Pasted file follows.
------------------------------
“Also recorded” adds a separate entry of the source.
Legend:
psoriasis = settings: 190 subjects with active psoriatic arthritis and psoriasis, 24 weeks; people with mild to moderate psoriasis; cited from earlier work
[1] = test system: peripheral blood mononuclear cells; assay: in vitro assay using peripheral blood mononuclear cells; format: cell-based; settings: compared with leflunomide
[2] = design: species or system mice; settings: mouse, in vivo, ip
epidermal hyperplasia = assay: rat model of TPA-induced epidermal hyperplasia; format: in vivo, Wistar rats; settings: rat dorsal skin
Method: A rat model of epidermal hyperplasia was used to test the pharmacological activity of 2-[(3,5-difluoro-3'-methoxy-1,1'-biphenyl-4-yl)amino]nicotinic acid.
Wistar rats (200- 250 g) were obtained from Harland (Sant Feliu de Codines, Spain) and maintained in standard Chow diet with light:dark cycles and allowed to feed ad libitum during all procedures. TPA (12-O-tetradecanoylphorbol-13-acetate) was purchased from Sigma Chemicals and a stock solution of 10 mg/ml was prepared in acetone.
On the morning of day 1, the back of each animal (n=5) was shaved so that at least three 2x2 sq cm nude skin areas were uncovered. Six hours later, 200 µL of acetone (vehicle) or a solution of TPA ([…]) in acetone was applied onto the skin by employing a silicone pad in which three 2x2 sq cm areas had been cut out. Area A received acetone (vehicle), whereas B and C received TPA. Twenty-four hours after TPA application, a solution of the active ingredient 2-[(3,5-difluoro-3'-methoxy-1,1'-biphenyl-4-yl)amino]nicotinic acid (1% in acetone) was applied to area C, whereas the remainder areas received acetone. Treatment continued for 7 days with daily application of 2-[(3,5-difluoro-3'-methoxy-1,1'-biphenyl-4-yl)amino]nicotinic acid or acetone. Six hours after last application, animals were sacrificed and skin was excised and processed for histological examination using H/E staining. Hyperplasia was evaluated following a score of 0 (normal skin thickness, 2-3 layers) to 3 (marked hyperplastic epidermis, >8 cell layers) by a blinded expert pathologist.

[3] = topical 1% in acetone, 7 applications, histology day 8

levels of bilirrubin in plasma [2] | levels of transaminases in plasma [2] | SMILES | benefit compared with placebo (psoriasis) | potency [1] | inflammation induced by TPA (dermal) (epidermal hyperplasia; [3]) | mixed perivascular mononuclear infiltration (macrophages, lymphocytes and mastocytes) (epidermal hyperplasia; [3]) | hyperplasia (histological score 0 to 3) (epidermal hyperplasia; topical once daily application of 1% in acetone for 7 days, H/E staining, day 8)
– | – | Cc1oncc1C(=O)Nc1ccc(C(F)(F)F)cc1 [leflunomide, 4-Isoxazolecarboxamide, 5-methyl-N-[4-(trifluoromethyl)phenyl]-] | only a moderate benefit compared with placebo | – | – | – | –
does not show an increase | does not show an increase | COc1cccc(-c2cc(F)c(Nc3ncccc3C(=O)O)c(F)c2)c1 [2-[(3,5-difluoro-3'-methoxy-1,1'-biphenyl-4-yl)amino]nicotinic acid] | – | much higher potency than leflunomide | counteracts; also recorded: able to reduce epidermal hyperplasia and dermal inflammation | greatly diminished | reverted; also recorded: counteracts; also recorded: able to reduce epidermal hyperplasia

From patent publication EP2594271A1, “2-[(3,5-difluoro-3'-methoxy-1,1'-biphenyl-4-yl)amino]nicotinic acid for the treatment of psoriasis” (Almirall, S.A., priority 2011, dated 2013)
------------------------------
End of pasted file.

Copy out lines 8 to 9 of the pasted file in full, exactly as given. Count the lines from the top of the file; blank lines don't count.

Wistar rats (200- 250 g) were obtained from Harland (Sant Feliu de Codines, Spain) and maintained in standard Chow diet with light:dark cycles and allowed to feed ad libitum during all procedures. TPA (12-O-tetradecanoylphorbol-13-acetate) was purchased from Sigma Chemicals and a stock solution of 10 mg/ml was prepared in acetone.
On the morning of day 1, the back of each animal (n=5) was shaved so that at least three 2x2 sq cm nude skin areas were uncovered. Six hours later, 200 µL of acetone (vehicle) or a solution of TPA ([…]) in acetone was applied onto the skin by employing a silicone pad in which three 2x2 sq cm areas had been cut out. Area A received acetone (vehicle), whereas B and C received TPA. Twenty-four hours after TPA application, a solution of the active ingredient 2-[(3,5-difluoro-3'-methoxy-1,1'-biphenyl-4-yl)amino]nicotinic acid (1% in acetone) was applied to area C, whereas the remainder areas received acetone. Treatment continued for 7 days with daily application of 2-[(3,5-difluoro-3'-methoxy-1,1'-biphenyl-4-yl)amino]nicotinic acid or acetone. Six hours after last application, animals were sacrificed and skin was excised and processed for histological examination using H/E staining. Hyperplasia was evaluated following a score of 0 (normal skin thickness, 2-3 layers) to 3 (marked hyperplastic epidermis, >8 cell layers) by a blinded expert pathologist.